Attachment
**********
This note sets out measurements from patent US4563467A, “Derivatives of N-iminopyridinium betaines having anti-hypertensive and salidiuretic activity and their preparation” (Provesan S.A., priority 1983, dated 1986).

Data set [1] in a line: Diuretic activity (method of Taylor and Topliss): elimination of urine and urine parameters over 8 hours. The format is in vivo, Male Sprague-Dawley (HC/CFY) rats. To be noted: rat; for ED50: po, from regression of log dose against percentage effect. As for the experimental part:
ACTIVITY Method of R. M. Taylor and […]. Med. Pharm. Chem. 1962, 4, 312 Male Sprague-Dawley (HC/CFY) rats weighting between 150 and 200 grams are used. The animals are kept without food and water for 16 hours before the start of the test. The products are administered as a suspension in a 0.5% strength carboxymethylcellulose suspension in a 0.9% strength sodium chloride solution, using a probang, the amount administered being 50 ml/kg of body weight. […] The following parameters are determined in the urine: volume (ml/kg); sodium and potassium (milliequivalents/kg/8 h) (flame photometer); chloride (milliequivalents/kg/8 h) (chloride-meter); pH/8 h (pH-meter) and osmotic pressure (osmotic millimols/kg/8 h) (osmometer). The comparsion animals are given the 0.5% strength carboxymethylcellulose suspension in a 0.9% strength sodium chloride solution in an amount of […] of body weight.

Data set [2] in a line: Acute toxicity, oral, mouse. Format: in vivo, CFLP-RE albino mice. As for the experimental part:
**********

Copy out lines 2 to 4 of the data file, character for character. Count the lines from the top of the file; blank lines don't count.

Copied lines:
Data set [1] in a line: Diuretic activity (method of Taylor and Topliss): elimination of urine and urine parameters over 8 hours. The format is in vivo, Male Sprague-Dawley (HC/CFY) rats. To be noted: rat; for ED50: po, from regression of log dose against percentage effect. As for the experimental part:
ACTIVITY Method of R. M. Taylor and […]. Med. Pharm. Chem. 1962, 4, 312 Male Sprague-Dawley (HC/CFY) rats weighting between 150 and 200 grams are used. The animals are kept without food and water for 16 hours before the start of the test. The products are administered as a suspension in a 0.5% strength carboxymethylcellulose suspension in a 0.9% strength sodium chloride solution, using a probang, the amount administered being 50 ml/kg of body weight. […] The following parameters are determined in the urine: volume (ml/kg); sodium and potassium (milliequivalents/kg/8 h) (flame photometer); chloride (milliequivalents/kg/8 h) (chloride-meter); pH/8 h (pH-meter) and osmotic pressure (osmotic millimols/kg/8 h) (osmometer). The comparsion animals are given the 0.5% strength carboxymethylcellulose suspension in a 0.9% strength sodium chloride solution in an amount of […] of body weight.

Data set [2] in a line: Acute toxicity, oral, mouse. Format: in vivo, CFLP-RE albino mice. As for the experimental part: